SANTA FE -- As many as 10,000 people may surround this small town's public stadium Friday to "spontaneously" recite the Lord's Prayer before Santa Fe High School's first football game of the season, Christian ministers predicted Tuesday.
No Pray, No Play, a group with headquarters in Temple, had urged people from throughout the state to come to Santa Fe to pray before the game.

Anti-Defamation League criticizes Santa Fe prayer
KEVIN MORAN - Houston Chronicle
SANTA FE --The Anti-Defamation League today labeled as insensitive plans by as many as 10,000 people to come to this small town's public stadium Friday to "spontaneously" recite the Lord's Prayer before Santa Fe High School's first football game of the season.
The ADL's Houston office issued a statement calling on school officials to ensure that the law be upheld and encouraging "all people to recognize the importance of protecting today's students from socially coercive situations."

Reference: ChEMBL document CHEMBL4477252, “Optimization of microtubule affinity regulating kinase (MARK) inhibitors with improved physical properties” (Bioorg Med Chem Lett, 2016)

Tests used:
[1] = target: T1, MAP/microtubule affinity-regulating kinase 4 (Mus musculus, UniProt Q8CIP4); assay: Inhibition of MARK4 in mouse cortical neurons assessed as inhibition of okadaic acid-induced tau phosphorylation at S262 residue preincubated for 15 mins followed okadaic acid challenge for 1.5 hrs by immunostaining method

4 Alaska farms may lose 'organic' label
S.J. KOMARNITSKY - Scripps-McClatchy Western Service
ANCHORAGE, Alaska - Alaska organic farmers who just last year began officially certifying their produce as organic are now worried they may lose the label if standards that the federal government is considering pass.
Why? Because of a chemical called ethoxyquin, an antioxidant used as a preservative in pet food and in spices like paprika. It's also used in processing the fish meal and fish bone meal that many farmers, including organic ones, rely on to fertilize their fields. http://www.knoxnews.com/shns/story.cfm?pk=ORGANICLABEL-08-29-00&cat=AN

Millie's arrival gives UT spot in cloning history
 Jennifer Lawson and Nellann Young, News-Sentinel staff writers
Millie the cloned calf wore UT orange and was fed from a bottle as she was introduced to the world Monday.
The Jersey calf placed the University of Tennessee into the history books when she was born seven days ago, the product of one cow's DNA, another's egg, and a third's womb.
A father was not necessary.